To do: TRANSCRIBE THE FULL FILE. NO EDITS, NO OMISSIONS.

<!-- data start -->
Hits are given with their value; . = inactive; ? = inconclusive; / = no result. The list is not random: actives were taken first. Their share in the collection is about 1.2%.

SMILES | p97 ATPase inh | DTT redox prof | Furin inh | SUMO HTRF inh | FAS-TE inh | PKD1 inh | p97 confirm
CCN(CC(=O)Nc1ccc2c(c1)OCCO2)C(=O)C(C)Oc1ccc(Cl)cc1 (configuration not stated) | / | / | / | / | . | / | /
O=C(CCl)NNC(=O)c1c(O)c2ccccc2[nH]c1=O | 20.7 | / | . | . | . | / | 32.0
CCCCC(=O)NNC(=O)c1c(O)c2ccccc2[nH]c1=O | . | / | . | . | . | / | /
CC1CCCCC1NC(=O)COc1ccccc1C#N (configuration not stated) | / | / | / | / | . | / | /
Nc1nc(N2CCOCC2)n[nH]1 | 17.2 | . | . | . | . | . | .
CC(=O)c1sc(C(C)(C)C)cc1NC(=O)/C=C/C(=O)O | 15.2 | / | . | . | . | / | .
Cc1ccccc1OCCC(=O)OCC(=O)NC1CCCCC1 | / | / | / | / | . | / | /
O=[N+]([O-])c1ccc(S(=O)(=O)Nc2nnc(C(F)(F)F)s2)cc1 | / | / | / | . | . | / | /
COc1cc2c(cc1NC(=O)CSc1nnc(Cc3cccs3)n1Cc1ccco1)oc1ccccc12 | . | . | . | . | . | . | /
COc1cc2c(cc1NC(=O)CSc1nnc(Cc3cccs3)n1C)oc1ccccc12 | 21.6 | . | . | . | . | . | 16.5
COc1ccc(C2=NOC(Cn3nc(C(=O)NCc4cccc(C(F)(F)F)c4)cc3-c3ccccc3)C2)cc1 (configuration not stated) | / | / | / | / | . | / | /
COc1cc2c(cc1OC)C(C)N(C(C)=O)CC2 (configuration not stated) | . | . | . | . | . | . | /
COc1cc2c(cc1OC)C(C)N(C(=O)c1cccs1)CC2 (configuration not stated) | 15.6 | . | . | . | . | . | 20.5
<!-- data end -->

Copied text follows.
Hits are given with their value; . = inactive; ? = inconclusive; / = no result. The list is not random: actives were taken first. Their share in the collection is about 1.2%.

SMILES | p97 ATPase inh | DTT redox prof | Furin inh | SUMO HTRF inh | FAS-TE inh | PKD1 inh | p97 confirm
CCN(CC(=O)Nc1ccc2c(c1)OCCO2)C(=O)C(C)Oc1ccc(Cl)cc1 (configuration not stated) | / | / | / | / | . | / | /
O=C(CCl)NNC(=O)c1c(O)c2ccccc2[nH]c1=O | 20.7 | / | . | . | . | / | 32.0
CCCCC(=O)NNC(=O)c1c(O)c2ccccc2[nH]c1=O | . | / | . | . | . | / | /
CC1CCCCC1NC(=O)COc1ccccc1C#N (configuration not stated) | / | / | / | / | . | / | /
Nc1nc(N2CCOCC2)n[nH]1 | 17.2 | . | . | . | . | . | .
CC(=O)c1sc(C(C)(C)C)cc1NC(=O)/C=C/C(=O)O | 15.2 | / | . | . | . | / | .
Cc1ccccc1OCCC(=O)OCC(=O)NC1CCCCC1 | / | / | / | / | . | / | /
O=[N+]([O-])c1ccc(S(=O)(=O)Nc2nnc(C(F)(F)F)s2)cc1 | / | / | / | . | . | / | /
COc1cc2c(cc1NC(=O)CSc1nnc(Cc3cccs3)n1Cc1ccco1)oc1ccccc12 | . | . | . | . | . | . | /
COc1cc2c(cc1NC(=O)CSc1nnc(Cc3cccs3)n1C)oc1ccccc12 | 21.6 | . | . | . | . | . | 16.5
COc1ccc(C2=NOC(Cn3nc(C(=O)NCc4cccc(C(F)(F)F)c4)cc3-c3ccccc3)C2)cc1 (configuration not stated) | / | / | / | / | . | / | /
COc1cc2c(cc1OC)C(C)N(C(C)=O)CC2 (configuration not stated) | . | . | . | . | . | . | /
COc1cc2c(cc1OC)C(C)N(C(=O)c1cccs1)CC2 (configuration not stated) | 15.6 | . | . | . | . | . | 20.5